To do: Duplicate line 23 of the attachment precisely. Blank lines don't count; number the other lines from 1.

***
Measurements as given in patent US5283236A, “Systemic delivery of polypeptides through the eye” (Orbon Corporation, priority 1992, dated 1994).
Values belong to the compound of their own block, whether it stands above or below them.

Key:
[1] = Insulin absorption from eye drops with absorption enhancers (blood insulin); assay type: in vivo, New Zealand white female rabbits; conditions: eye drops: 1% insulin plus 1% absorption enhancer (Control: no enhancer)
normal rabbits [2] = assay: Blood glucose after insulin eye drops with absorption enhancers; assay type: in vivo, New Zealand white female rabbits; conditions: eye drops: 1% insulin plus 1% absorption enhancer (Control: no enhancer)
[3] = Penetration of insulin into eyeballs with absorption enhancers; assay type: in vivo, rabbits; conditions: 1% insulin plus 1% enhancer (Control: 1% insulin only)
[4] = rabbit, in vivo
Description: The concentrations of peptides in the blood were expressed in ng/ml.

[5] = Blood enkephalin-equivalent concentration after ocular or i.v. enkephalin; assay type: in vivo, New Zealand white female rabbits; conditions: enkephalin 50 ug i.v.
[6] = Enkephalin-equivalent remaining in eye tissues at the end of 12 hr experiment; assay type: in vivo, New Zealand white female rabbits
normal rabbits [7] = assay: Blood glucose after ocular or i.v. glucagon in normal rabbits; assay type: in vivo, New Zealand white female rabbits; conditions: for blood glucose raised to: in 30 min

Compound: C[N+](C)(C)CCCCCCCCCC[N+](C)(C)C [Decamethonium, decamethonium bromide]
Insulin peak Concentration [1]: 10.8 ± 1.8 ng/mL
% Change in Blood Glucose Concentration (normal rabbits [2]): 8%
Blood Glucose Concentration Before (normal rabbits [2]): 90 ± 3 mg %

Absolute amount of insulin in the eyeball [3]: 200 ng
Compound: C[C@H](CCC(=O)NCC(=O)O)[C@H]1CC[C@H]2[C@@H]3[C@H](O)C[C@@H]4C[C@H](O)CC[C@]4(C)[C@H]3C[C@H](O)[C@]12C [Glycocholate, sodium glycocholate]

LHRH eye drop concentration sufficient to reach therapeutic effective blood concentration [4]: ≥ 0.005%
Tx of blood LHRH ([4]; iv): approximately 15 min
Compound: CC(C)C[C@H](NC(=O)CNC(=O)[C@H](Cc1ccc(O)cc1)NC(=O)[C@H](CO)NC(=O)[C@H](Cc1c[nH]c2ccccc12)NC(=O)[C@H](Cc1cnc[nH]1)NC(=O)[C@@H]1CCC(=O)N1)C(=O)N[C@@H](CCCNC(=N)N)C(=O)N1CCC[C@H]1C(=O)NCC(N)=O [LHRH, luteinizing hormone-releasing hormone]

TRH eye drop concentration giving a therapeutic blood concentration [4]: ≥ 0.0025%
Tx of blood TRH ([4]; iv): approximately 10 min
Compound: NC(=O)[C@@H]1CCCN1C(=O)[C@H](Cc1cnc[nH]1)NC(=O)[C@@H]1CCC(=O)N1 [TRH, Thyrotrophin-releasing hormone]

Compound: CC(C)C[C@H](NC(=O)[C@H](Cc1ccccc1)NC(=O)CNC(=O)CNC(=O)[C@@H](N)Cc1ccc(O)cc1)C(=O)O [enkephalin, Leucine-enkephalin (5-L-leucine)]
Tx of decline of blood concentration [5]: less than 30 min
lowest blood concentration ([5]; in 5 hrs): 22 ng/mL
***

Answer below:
Compound: NC(=O)[C@@H]1CCCN1C(=O)[C@H](Cc1cnc[nH]1)NC(=O)[C@@H]1CCC(=O)N1 [TRH, Thyrotrophin-releasing hormone]